The wicked have it made, it seems. It often appears that Christians have it harder than non-Christians. The ones who openly mock God have more money and less problems than the faithful believers.

For example, who can forget Job, the righteous man, who suffered unspeakable horror in the loss of his family, his wealth, and his health? The Bible is full of faithful people who suffer while the wicked prosper. Psalm 73 is only one of many situations like these.

What Do You Feel?

The Psalms are poetry, which means they are meant to evoke some sort of emotion or feeling in the reader. We are not emotionally neutral to evil, sorrow, and injustice. As image bearers of God, this is not surprising, because God isn’t emotionally neutral either. The psalmist feels the reality of what his eyes see deeply.

  • He feels that his efforts to remain righteous and pure are in vain (Psalm 73:13).
  • He feels jealousy (Psalm 73:3).
  • He feels indignation (Psalm 73:4–10).
  • He feels anger.
  • He feels despair (Psalm 73:14–16).

Psalm 73 is a real struggle, for a real person.

Before we get to verse 25, we must not pass over the very real feelings along the way. As emotional beings, injustice should make us feel something. But that’s not the end of it.

How Do You Respond?

Those of us who struggle with responding to life’s difficulties should be encouraged by the psalmist’s response after seeing injustice and feeling envy. He didn’t burst into praise to God immediately. He began with questioning God’s purposes (Psalm 73:1–2), he recounts how he feels over the injustice of it all (Psalm 73:3–15), and then he takes action.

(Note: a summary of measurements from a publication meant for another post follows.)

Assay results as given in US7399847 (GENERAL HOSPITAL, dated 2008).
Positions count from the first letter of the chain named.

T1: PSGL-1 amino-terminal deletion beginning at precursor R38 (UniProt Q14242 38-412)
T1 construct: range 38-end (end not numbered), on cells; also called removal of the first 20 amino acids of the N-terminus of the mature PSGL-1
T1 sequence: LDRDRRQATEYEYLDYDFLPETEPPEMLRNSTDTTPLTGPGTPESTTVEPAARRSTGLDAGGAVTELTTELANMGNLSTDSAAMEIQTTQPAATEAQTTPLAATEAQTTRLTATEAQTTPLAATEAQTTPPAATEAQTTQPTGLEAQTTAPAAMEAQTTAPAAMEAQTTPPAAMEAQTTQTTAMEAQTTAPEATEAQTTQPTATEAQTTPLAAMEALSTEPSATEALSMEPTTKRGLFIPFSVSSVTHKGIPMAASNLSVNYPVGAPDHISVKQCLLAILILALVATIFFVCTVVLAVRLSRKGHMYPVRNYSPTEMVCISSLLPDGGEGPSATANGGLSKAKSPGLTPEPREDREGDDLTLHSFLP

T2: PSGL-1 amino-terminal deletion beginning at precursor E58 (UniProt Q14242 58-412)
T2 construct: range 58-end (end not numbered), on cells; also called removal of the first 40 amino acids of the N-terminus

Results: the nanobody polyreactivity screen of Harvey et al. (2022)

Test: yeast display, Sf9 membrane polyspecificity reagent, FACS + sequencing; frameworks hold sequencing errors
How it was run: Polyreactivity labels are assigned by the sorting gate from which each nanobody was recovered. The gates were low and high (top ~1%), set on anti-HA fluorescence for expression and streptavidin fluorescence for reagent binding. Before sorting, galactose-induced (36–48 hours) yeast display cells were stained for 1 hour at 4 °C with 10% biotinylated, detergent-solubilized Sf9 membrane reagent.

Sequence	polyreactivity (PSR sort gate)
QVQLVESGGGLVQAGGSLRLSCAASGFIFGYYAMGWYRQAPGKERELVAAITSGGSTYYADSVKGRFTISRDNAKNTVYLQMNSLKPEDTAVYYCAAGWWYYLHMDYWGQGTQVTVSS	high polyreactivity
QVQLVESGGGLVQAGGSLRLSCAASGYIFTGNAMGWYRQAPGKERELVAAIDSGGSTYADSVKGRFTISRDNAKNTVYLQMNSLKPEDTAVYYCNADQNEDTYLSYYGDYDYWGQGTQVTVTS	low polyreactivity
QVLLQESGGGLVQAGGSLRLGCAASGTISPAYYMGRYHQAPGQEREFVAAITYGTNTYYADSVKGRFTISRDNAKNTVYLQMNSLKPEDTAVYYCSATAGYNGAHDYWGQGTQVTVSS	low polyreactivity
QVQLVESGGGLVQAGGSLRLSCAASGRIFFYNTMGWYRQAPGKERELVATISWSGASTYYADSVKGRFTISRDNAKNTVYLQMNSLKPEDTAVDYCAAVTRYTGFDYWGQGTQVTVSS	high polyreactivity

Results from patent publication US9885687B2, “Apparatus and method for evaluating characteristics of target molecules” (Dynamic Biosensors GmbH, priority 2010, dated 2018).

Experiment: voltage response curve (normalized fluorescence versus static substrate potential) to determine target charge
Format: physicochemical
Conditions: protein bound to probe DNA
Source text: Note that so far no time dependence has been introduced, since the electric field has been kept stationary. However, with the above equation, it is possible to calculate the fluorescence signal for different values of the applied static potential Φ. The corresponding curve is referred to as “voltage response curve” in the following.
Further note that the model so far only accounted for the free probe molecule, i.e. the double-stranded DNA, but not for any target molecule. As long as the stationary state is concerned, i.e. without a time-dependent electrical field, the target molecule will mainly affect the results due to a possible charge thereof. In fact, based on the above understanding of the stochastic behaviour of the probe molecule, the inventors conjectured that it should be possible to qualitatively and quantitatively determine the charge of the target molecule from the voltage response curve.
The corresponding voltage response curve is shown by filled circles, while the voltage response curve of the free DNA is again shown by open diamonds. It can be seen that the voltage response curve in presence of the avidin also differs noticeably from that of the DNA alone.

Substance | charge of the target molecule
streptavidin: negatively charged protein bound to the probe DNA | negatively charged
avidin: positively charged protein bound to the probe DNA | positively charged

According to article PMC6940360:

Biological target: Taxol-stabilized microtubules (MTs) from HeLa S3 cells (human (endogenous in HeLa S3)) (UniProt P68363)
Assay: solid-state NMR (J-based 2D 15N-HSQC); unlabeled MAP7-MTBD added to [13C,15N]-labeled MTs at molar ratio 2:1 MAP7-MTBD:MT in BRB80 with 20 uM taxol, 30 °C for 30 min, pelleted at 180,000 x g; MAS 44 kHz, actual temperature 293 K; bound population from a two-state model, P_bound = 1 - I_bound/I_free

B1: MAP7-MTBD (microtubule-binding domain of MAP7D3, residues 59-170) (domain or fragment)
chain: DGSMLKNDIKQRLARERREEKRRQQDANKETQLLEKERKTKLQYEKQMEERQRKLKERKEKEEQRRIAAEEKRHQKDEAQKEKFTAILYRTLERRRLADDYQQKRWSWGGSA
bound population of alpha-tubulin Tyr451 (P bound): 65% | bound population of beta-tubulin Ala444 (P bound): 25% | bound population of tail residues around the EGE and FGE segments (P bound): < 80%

After he allowed himself to struggle, he begins to see that simply wallowing in the injustice will get him nowhere. It only leads to despair. So he runs to God (Psalm 73:17). It is only here, in God’s presence, that he is able to see himself and the wicked rightly (Psalm 73:17–20).

It is only when he goes to God that he has any perspective on his circumstances. It is only when he looks away from what his eyes can see that he realizes that his envious response will only lead to more despair (Psalm 73:21–22). Left to himself, it’s a bleak picture. But in God’s presence, he can see clearly.

Good to Be Near to God

This new sight and these new feelings lead him to worship. Turning away from what was in front of him, and towards God’s global and unstoppable purposes, helped him not only to praise God, but also to put away the envy that threatened to destroy him (Psalm 73:21–22).

The psalmist ends where we must end when we are riddled with envy, jealousy, bitterness, comparison, and frustration over injustice.

But for me it is good to be near God;
I have made the Lord God my refuge,
that I may tell of all your works. (Psalm 73:28)

The nearness of the Lord is always for our good. The farther away we are from him, the easier it is to forget that he is on the throne, that he has eternal purposes that cannot be thwarted, and that we are his beloved children. Sometimes it takes great wrestling to get us to the place of seeing him as our portion, but it’s always good for us to get there again.

At first glance, there is so much to envy in our world. But this world is not our home. The final chapter has yet to be written, when we receive fullness of joy face-to-face with our King.